On the day the wall came down
They threw the locks onto the ground
With glasses high, we raised a cry
For freedom had arrived!
– A Great Day For Freedom, Pink Floyd
And so it ended: not with a whimper, but a bang… or at least with a large degree of whooping, running around and tearing off of school ties. After eight days of exams (or, rather, two years preparing for the IB diploma), the stress and the wait was over, replaced with an overwhelming sense of jubilance and lightness. Somehow (but luckily!) throughout the final exam, I managed to displace excitement from my mind and even at the point we were told to put down our pens, nothing seemed extraordinary. It was just another exam, one of the fifteen we each had to sit. It was just another essay, one of countless I had written in the past couple of months. But as I went through each of the pages of my essay, numbering them and marking them with my candidate number (000794-018), it began to sink it- I realised that school was over and I had made it.
And so I ran down the stairs and outside (well, until the thought occurred to me it would be mighty unlucky for me to break both legs on the day I finished exams), probably singing something or else just grinning as I’ve never grinned before. I ripped off the tie I would never have to wear again and did a victory lap of the school oval (the term “lap” being used in its loosest sense).
I had imagined that moment ever since I started high school, and especially in the last couple of weeks. When I experienced the sense of relief and freedom at the end of my first set of exams in Year 9, I imagined how much better that feeling would be when the end of exams meant the end of schooling. When, last year, I saw my friends in the year above me come out from their final exams, I felt intensely jealous and pictured myself in their place. And finally the moment was there, unsurprising in hindsight, but quite unexpected at the time, as during the last week or so it felt like it would never come.
That feeling (labelled “diffusion of time” by Erikson– one of the many things I’ll never have to remember or write on again) peaked in the middle of the year. We were told that the middle of Year 12 was the most difficult part (even more so than exams) because all the major assessments were due in quick succession, as were language oral examinations and the such. The gloomy weather probably didn’t help either. At many points in the year, I would look at the “IB Year 12 Calendar”, look at all of the assessments and months still to come and despair. The end would never come, it seemed.
So the feeling was one of great discharge, of finally being unburdened of the stresses and requirements that accumulated throughout the two years of having done IB, especially in this year. It was a sense of freedom I remembered only distantly from the happiness of having come to the end of a school term in primary school, of having been given two weeks (or six, over the Christmas break) of holidays. Througout the IB, the workload had built up: even during the Christmas holidays of 2007-2008, I nonetheless spent many hours working and while relaxing, would still have the prospect of my assignments hanging over me. With each set of holidays, the amount of time allocated to study increased to the point where in the Term 3 holidays, I made a colour-coded study planner which had me studying for eight hours a day (anal much?). And suddenly, there was nothing. No assignments, no requirements, no study or pressure.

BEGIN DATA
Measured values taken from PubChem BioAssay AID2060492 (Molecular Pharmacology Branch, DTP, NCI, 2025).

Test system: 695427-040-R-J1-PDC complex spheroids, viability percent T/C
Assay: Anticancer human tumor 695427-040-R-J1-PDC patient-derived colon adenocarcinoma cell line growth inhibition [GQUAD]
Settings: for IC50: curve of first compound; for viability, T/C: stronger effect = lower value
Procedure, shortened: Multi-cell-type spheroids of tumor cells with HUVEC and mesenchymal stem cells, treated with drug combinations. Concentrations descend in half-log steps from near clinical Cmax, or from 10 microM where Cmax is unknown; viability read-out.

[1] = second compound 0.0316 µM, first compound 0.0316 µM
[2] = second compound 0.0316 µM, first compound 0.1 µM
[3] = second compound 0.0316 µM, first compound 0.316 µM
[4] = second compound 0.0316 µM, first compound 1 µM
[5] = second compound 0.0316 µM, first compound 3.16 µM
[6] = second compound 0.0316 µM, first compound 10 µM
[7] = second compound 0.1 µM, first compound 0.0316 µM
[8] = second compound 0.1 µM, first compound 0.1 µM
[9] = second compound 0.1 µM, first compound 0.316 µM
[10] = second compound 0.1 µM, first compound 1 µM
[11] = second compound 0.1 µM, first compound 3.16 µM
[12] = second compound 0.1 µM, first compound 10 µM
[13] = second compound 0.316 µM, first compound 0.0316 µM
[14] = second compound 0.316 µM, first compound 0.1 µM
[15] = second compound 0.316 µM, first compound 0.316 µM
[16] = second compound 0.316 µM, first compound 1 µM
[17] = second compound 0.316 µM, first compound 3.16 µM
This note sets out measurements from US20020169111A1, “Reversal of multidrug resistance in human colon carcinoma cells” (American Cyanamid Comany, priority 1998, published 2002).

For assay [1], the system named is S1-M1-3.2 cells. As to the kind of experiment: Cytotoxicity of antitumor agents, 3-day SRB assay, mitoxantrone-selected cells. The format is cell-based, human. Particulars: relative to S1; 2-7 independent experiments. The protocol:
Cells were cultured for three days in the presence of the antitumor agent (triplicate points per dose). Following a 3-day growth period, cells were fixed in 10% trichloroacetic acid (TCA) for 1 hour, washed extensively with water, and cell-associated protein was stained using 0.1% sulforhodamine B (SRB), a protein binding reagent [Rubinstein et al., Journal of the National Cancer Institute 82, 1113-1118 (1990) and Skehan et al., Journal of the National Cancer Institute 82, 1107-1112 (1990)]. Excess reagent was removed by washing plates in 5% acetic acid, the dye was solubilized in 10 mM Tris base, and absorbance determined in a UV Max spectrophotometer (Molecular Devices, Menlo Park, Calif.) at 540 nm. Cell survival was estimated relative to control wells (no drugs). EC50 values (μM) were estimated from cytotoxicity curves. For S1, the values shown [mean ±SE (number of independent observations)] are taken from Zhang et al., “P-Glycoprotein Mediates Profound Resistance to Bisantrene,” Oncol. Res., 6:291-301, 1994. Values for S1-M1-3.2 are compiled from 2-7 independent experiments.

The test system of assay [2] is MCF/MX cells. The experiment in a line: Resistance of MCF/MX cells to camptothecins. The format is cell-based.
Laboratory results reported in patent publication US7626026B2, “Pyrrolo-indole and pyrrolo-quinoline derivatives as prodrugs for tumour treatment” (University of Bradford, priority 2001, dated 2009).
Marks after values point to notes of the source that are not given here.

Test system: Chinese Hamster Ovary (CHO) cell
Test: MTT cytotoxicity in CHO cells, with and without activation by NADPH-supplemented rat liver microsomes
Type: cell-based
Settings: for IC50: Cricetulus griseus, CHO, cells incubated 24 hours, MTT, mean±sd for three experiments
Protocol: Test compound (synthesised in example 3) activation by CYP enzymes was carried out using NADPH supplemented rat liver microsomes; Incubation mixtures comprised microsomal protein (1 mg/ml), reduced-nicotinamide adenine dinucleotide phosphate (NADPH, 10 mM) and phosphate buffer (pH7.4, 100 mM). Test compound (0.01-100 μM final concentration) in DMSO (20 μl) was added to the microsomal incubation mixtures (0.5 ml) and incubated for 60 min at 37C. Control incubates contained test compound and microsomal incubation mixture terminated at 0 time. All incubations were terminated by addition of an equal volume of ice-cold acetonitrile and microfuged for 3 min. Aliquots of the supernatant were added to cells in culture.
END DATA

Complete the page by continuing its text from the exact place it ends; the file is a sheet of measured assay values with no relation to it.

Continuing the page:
And I am liberated, with so many things to do, to which I can look forward. First on the agenda was a complete purging of my bedroom, moving anything and everything related to school out of my room and into the garage. The notes and handouts- on my table, in my folders, stacked in my wardrobe- filled two photocopy paper boxes and nearly gave me a hernia as I lifted them. And filling those boxes felt so very good, leafing through the countless sheets of paper as I laid them to rest. Flipping through what I was throwing away was a reminder both of what I had achieved and what I had endured– what I would never have to worry about again. Looking at my Extended Essay handbook, blank CAS sheets, various subject syllubi and assessment markbands made me even more happy and grateful; the physical weight of what I was throwing a way a reminder of my new sense of ligthness. The fact that I can actually see my table for the first time in months is an added bonus (also to my mother, who tolerated the general clutteredness and dustiness of the room while I could still play the “hard-at-work” card).
So… three months of freedom and what to do? It would be tempting to literally flop into a sedentary mode, watching television reruns and getting up only for Doritos or coffee. But it would be much more enjoyable and rewarding to finally take the oppurtunity to do all those things I had wanted to do throughout the year but couldn’t. So a return to blogging is on the cards, as is seeing some jazz and learning bass guitar and piano accordion. Finally, I will use the indian cookbook I got for my birthday. Finally, I will read the books piling up in my to-read list. Finally, I will take up bike riding again in an attempt to raise my fitness from a dangerous level.
Finally, I am free.